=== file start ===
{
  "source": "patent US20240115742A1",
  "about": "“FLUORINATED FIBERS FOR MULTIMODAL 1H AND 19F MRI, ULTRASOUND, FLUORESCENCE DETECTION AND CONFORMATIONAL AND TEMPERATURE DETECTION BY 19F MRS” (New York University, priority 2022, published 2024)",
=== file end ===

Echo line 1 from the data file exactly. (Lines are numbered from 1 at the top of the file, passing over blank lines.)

{